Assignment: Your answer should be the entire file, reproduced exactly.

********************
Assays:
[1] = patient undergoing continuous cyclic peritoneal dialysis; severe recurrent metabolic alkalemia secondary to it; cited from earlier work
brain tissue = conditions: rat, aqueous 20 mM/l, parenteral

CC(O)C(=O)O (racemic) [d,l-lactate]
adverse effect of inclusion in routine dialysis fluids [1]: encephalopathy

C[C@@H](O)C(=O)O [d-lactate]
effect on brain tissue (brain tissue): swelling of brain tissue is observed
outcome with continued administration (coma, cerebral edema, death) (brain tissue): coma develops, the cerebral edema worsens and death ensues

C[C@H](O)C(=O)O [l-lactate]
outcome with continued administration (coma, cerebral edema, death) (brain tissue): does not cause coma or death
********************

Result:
Assays:
[1] = patient undergoing continuous cyclic peritoneal dialysis; severe recurrent metabolic alkalemia secondary to it; cited from earlier work
brain tissue = conditions: rat, aqueous 20 mM/l, parenteral

CC(O)C(=O)O (racemic) [d,l-lactate]
adverse effect of inclusion in routine dialysis fluids [1]: encephalopathy

C[C@@H](O)C(=O)O [d-lactate]
effect on brain tissue (brain tissue): swelling of brain tissue is observed
outcome with continued administration (coma, cerebral edema, death) (brain tissue): coma develops, the cerebral edema worsens and death ensues

C[C@H](O)C(=O)O [l-lactate]
outcome with continued administration (coma, cerebral edema, death) (brain tissue): does not cause coma or death